This failure to produce a transcript or record of the hearing, so far as the point sought to be urged is concerned, is not only ‘regrettable,’ but is fatal. The case was not tried on conflicting affidavits. The clerk's transcript, as augmented, shows that a trial was held on April 4, 1957, at which witnesses testified. The minute order of the court for that day recites: ‘George Pfleg, Mary Pfleg and Lila Pfleg were sworn and testified as witnesses herein.’ The order of April 8, 1957, from which this appeal is taken, recites that on the day of the hearing both parties appeared in court with their attorneys, ‘and the testimony of plaintiff and defendant having been heard, and documentary evidence having been introduced’ the matter was submitted for decision. In the face of this record appellant contends that she ‘was never permitted to take the stand.’ (Appellant's Opening Brief, p. 17.) This assertion is contrary to the recitals in the minute order and the modification order above quoted, the sole record before us. It is obvious that in this state of the record it must be conclusively presumed that a hearing was had on the motion, that witnesses, including both parties, were called to testify, and that evidence both oral and documentary was introduced.

The sole contention of appellant is that the trial court abused its discretion in modifying the support order, for the reason that there was no evidence of a change in circumstances since the prior order. Appellant is correct in asserting that a modification must be supported by such evidence. But, in the absence of a record of the hearing, we must conclusively presume, in support of the order, that such evidence was introduced, and that such evidence supports the order. The rule is properly stated in Kompf v. Morrison, 73 Cal.App.2d 284, 286, 166 P.2d 350, 352, in the following language: ‘It is elementary and fundamental that on a clerk's transcript appeal the appellate court must conclusively presume that the evidence is ample to sustain the findings, and that the only questions presented are as to the sufficiency of the pleadings and whether the findings support the judgment.’ See also McMahon v. Merrill, 112 Cal.App.2d 454, 246 P.2d 73.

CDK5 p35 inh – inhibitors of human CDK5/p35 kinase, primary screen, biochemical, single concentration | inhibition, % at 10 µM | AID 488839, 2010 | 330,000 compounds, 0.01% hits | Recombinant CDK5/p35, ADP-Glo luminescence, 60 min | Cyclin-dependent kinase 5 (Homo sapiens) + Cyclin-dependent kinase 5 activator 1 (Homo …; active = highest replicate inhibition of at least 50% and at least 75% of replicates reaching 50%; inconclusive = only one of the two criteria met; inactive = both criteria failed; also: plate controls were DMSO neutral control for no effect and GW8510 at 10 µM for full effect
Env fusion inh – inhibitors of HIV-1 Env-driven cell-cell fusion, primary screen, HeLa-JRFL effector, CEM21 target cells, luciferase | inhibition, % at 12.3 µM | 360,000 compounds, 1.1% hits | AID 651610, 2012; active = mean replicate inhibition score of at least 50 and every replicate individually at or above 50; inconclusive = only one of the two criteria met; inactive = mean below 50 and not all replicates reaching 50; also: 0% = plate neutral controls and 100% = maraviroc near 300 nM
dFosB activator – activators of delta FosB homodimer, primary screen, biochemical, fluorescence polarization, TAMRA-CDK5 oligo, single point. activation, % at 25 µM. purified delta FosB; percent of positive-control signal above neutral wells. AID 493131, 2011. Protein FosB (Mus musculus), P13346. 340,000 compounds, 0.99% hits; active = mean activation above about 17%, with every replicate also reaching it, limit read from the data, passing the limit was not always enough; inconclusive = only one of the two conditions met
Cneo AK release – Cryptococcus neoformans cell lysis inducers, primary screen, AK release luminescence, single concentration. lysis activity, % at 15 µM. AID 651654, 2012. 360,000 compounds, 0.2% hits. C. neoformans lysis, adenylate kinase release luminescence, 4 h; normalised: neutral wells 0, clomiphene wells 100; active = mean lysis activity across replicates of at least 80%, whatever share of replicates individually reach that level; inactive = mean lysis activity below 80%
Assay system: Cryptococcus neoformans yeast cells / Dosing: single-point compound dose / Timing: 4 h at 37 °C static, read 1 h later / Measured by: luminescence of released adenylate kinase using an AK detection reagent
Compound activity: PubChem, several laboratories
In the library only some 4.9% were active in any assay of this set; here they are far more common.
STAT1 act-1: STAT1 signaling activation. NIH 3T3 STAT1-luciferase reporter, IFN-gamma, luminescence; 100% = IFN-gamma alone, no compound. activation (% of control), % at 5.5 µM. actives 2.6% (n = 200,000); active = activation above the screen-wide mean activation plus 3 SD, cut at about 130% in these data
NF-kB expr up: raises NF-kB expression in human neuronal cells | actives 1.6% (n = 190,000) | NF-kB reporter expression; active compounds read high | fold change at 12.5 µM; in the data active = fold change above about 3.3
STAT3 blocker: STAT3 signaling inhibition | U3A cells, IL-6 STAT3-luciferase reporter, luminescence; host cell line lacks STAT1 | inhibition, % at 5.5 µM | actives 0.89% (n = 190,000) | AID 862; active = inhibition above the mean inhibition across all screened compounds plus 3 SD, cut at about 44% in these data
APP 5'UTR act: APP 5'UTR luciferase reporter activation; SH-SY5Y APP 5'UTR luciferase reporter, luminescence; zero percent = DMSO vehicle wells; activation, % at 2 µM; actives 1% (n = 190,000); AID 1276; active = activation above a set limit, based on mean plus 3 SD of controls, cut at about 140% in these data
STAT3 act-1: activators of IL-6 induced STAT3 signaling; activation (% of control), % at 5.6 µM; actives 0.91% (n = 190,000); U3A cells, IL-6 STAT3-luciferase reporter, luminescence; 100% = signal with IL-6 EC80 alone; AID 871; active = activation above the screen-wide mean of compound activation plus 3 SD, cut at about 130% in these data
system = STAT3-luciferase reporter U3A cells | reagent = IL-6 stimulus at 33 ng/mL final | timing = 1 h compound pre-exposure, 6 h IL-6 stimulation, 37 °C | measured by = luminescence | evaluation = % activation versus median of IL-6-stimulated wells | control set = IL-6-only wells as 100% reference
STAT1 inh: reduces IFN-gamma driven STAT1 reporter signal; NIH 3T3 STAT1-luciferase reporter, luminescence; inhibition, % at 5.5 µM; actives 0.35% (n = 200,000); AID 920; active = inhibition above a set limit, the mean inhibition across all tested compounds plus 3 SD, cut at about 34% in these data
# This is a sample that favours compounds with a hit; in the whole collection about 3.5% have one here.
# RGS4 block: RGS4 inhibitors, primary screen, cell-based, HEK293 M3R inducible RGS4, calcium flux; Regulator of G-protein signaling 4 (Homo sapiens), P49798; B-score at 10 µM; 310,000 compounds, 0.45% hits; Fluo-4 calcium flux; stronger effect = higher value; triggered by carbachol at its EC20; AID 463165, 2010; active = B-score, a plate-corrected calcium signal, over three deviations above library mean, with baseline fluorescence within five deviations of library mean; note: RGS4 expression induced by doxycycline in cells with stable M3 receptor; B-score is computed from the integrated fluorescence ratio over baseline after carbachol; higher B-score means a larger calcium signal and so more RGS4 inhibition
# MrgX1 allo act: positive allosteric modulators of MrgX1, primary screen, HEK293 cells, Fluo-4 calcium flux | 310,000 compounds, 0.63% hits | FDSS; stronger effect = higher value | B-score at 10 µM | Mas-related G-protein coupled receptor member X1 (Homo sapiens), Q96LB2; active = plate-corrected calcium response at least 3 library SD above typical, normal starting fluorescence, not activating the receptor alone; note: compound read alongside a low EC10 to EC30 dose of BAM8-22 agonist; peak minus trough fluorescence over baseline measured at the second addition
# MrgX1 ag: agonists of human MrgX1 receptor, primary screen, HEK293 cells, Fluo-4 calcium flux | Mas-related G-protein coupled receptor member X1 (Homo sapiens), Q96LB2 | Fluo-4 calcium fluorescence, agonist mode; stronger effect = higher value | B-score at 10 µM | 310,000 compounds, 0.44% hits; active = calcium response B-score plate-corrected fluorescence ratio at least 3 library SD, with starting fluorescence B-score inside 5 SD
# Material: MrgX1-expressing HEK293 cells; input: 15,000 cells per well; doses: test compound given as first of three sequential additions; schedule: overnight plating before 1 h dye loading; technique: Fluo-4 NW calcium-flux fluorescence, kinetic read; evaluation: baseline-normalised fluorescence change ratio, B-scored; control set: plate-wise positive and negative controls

The presumptions contained in Rule 52 of the Rules on Appeal are not applicable to such an appeal. This was clearly pointed out in White v. Jones, 136 Cal.App.2d 567, at page 571, 288 P.2d 913, at page 915, where the court, after carefully and correctly tracing the historical consequences of appealing on an incomplete record, or on a clerk's transcript, concluded: ‘Effective January 1, 1951, Rule 52 was amended by adding thereto the following sentence: ‘On an appeal on the judgment roll alone, or on a partial or complete clerk's transcript, the foregoing presumption shall not apply unless the error claimed by appellant appears on the face of the record.’ Under the rule as amended the presumptions in support of the judgment that were made prior to the adoption of the Rules on Appeal apply except as expressly limited by rule 52, and it is not presumed, in the absence of the oral proceedings being made a part of the record on appeal pursuant to one of the methods provided for by the Rules, that the record on appeal contains all matter material to the determination of the appeal. Therefore we must presume that the trial court received evidence which would support its findings.' See also Berker v. Barnes, 139 Cal.App.2d 294, 293 P.2d 821.

Under these well settled and elementary rules, it must be conclusively presumed, in the absence of some record showing the contrary, that the trial court's determination that the defendant was entitled to a modification because of changed circumstances is supported by substantial evidence.

The order appealed from is affirmed.

PETERS, Presiding Justice.

BRAY and FRED B. WOOD, JJ., concur.

Copied to clipboard